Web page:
BMI uses sophisticated image-processing techniques to analyze images and acquire particle data. The key is to first take a background image of the membrane. After samples are filtered through and particles are captured, the same membrane is re-imaged, this time with particles on the surface. The background image is precisely aligned with the sample image and then subtracted on a pixel-by-pixel basis so that the background texture is eliminated and particles are revealed. Contrast is 10x greater than measurements done in liquid, sizes are calibrated with an electron microscope, and analysis is fully automated.
Recent Studies Demonstrate Effectiveness of BMI
In a recent study, Halo Lab’s Aura® platform (formerly known as HORIZON) was optimized and compared to LO, the MFI™ 5200 Series by ProteinSimple, and the FlowCam® 8000 Series by Fluid Imaging Technologies. The study compared precision, linearity, subvisible particle (SVP) concentration and morphological output of BMI compared to the other three techniques. BMI was shown to be useful tool in measuring protein aggregates in a high-throughput manner. The authors showed that it is a simple, fast method and can produce similar or better precision and sensitivity to current dynamic flow imaging techniques, eliminating the need for large sample volumes and long analysis time.1
In a second study, the goal was to evaluate BMI for its use in the analysis of SVPs and to compare it to DIA methods for pharmaceutically relevant drugs. The authors wrote, “The team demonstrated BMI to be a suitable orthogonal method for the characterization of subvisible particulate matter in biopharmaceutical products. Especially, simplicity of sample processing, high achievable throughput, use of disposable consumables, and low required sample volume can make BMI an attractive alternative or complement to particle analysis by DIA. In particular, BMI might be a highly valuable tool for high-throughput screenings, for example, in formulation development, where various formulations with different excipients and thus disparate properties (e.g., refractive index) need to be compared.”2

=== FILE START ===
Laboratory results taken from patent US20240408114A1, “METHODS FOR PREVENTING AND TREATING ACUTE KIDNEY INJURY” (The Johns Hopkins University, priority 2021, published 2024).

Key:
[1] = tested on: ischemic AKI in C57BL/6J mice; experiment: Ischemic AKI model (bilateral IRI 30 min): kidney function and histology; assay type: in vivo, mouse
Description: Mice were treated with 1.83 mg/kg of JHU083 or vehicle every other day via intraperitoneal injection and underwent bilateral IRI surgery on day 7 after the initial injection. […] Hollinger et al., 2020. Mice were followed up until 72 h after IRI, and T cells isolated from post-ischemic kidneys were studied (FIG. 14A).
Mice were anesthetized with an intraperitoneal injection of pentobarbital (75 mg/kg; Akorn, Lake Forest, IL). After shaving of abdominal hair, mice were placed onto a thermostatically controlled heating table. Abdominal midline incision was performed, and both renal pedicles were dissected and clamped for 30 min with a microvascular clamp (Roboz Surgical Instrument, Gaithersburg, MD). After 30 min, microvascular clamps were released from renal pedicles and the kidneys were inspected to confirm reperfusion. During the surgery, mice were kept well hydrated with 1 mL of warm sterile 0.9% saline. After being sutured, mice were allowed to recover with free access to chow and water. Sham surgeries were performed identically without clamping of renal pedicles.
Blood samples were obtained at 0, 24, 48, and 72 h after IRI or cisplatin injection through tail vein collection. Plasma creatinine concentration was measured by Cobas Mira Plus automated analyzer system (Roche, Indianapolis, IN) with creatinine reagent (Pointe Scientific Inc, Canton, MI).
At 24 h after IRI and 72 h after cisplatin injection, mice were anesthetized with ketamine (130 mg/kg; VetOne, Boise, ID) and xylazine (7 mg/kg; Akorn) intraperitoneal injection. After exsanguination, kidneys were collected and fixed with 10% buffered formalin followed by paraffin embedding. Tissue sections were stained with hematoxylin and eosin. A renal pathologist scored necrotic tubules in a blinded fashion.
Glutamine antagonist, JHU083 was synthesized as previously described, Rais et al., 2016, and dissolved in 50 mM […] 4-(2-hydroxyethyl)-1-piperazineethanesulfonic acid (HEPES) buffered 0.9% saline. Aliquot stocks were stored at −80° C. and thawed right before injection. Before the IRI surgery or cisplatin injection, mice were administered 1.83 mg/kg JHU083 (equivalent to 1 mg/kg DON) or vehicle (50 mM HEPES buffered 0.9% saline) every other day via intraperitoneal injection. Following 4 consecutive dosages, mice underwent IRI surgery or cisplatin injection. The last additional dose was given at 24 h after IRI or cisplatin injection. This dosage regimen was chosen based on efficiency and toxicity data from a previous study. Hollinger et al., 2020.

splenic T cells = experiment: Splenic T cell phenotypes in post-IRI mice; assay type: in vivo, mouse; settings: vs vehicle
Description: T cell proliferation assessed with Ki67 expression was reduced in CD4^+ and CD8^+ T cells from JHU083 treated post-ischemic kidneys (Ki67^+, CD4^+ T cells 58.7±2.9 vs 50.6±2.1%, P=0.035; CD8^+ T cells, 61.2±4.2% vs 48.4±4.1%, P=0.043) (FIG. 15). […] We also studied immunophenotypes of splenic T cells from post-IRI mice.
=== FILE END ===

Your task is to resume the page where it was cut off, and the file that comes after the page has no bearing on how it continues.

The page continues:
Based on their findings the authors concluded: “We suggest an adaptation of the Aura hardware to enable imaging of complete wells therefore enabling accurate particle counting.” 2
The results of these studies demonstrate that BMI can be successfully applied to characterize subvisible particulate matter in biopharmaceutical products. This technology offers a simple and efficient approach for the characterization of these particles, which is valuable for ensuring product quality and safety.
With Halo Lab’s Aura PTx, which utilizes BMI as its primary analytical technique, there’s a better way to perform particle analysis. Aura PTx makes it easy to quickly identify and count aggregates that form due to degraded polysorbate in your formulation. And with two-channel fluorescence, you can determine if aggregation in your protein therapy is caused by proteins or polysorbates in your sample – at the same time.
To learn more about background membrane imaging and how Aura PTx can get you to your best formulation faster, visit: www.halolabs.com/aura-ptx-aggregate-analysis.